how to make a spaceship
THE HISTORIC RACE THAT REAWAKENED THE PROMISE OF MANNED SPACEFLIGHT
BY JULIAN GUTHRIE
BY JULIAN GUTHRIE
ALONE IN A SPARTAN BLACK COCKPIT, TEST PILOT MIKE MELVILL ROCKETED TOWARD SPACE. HE HAD EIGHTY SECONDS TO EXCEED THE SPEED OF SOUND AND BEGIN THE CLIMB TO A TARGET NO CIVILIAN PILOT HAD EVER REACHED. HE MIGHT NOT MAKE IT BACK ALIVE. IF HE DID, HE WOULD MAKE HISTORY AS THE WORLD’S FIRST COMMERCIAL ASTRONAUT.
The spectacle defied reason, the result of a competition dreamed up by entrepreneur Peter Diamandis, whose vision for a new race to space required small teams to do what only the world’s largest governments had done before.
Peter Diamandis was the son of hardworking immigrants who wanted their science prodigy to make the family proud and become a doctor. But from the age of eight, when he watched Apollo 11 land on the Moon, his singular goal was to get to space. When he realized NASA was winding down manned space flight, Diamandis set out on one of the great entrepreneurial adventure stories of our time. If the government wouldn’t send him to space, he would create a private space flight industry himself.
In the 1990s, this idea was the stuff of science fiction. Undaunted, Diamandis found inspiration in an unlikely place: the golden age of aviation. He discovered that Charles Lindbergh made his transatlantic flight to win a $25,000 prize. The flight made Lindbergh the most famous man on earth and galvanized the airline industry. Why, Diamandis thought, couldn’t the same be done for space flight?
The story of the bullet-shaped SpaceShipOne, and the other teams in the hunt, is an extraordinary tale of making the impossible possible. It is driven by outsized characters—Burt Rutan, Richard Branson, John Carmack, Paul Allen—and obsessive pursuits.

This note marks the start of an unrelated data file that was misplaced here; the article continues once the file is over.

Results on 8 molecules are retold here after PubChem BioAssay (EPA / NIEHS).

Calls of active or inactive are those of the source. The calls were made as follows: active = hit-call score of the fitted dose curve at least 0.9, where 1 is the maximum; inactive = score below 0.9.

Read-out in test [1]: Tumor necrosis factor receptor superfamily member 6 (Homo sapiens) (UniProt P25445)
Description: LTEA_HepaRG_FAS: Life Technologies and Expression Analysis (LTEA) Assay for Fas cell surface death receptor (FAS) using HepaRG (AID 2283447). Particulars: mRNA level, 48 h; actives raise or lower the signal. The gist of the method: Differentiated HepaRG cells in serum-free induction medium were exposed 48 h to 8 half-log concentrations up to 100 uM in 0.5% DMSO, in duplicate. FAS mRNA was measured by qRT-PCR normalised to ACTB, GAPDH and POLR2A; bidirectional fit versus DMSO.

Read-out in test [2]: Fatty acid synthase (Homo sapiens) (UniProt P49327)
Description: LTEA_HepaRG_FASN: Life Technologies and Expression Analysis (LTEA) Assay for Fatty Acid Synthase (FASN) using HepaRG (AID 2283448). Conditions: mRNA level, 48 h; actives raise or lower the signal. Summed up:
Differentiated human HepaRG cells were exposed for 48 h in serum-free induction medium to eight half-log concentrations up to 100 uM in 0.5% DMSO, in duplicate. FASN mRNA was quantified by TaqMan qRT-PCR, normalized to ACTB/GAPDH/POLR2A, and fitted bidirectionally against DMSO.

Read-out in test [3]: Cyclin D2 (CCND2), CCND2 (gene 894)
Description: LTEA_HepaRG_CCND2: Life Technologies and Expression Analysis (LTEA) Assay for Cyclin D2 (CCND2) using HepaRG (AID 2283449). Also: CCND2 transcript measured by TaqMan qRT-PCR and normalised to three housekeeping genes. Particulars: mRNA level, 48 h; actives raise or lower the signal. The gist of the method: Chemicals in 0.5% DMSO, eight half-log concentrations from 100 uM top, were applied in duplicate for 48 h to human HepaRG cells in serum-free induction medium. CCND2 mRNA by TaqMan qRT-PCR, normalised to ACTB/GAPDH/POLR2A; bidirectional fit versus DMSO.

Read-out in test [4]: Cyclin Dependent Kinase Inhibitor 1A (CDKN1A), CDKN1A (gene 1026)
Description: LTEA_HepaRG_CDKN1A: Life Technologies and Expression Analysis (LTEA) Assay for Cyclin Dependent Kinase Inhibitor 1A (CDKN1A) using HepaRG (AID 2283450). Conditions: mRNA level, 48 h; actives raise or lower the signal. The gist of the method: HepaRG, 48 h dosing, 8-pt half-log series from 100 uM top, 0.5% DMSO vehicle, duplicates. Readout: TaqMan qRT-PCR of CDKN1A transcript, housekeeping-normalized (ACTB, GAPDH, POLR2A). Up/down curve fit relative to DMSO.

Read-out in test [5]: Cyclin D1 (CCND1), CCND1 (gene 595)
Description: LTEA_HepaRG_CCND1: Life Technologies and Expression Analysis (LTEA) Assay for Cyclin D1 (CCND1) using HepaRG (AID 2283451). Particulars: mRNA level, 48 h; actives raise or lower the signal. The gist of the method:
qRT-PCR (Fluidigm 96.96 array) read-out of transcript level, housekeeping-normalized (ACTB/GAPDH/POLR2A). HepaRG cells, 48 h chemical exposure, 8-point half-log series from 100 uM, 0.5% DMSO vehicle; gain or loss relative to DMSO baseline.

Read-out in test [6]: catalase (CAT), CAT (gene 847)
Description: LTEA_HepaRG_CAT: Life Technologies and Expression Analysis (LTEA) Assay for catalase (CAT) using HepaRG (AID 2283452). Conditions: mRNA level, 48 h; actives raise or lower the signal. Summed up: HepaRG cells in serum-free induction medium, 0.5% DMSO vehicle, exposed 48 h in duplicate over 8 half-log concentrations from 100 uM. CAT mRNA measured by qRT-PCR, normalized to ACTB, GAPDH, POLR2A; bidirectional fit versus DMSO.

In the end, as Diamandis dreamed, the result wasn’t just a victory for one team; it was the foundation for a new industry and a new age.
“This incredible book is The Right Stuff with afterburners. Intrepid designers and innovators risk their reputations. Gutsy test pilots risk their lives. Explorers push new boundaries of what so many once thought was impossible. All brought together by a real gravity-defying force, Peter Diamandis. How to Make a Spaceship is required reading for anyone who cares about space, aviation, and the future of flight.”
—Captain Mark Kelly (USN, Ret.), former naval aviator, test pilot, and NASA astronaut
“If readers are looking for scientific discussions, humorous anecdotes, and intense action, Guthrie covers those. The flights are written to make readers feel like they’re experiencing them in real time, nerves and all.”
“[How to Make a Spaceship] reads like a thriller. The story sounds incredible, as if torn from the pages of science fiction. And it has a happy ending...Most interesting was an observation that [Richard] Branson made in the book’s foreword: There isn’t much of a difference between being an adventurer and an entrepreneur. As an entrepreneur, you push the limits and try to protect the downside. As an adventurer, you push the limits, and protect the downside — which can be your life.”
—Vivkek Wadhwa, Washington Post
“If you admire those who aim really high, How to Make a Spaceship belongs on your bookshelf. [It] offers a rousing anthem to the urge to explore.”
—Wall Street Journal
“[How to Make a Spaceship] includes enough death-defying stunts, madcap schemes, wild coincidences, and rousing redemptive moments to fuel a dozen Hollywood blockbusters.”
“[An] engaging account of the race to get a rocket up to the Karman line without getting NASA involved....Just the thing for aspiring astronauts and rocketeers.”
Julian Guthrie is an award-winning journalist who spent 20 years at the San Francisco Chronicle and has been published by The Wall Street Journal, The Huffington Post, and others. Her most recent book is The Billionaire and the Mechanic, a best-selling 2014 account of Oracle CEO Larry Ellison’s pursuit of the America’s Cup.
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How to Make a Spaceship is exactly the inspiration the next generation of audacious thinkers needs.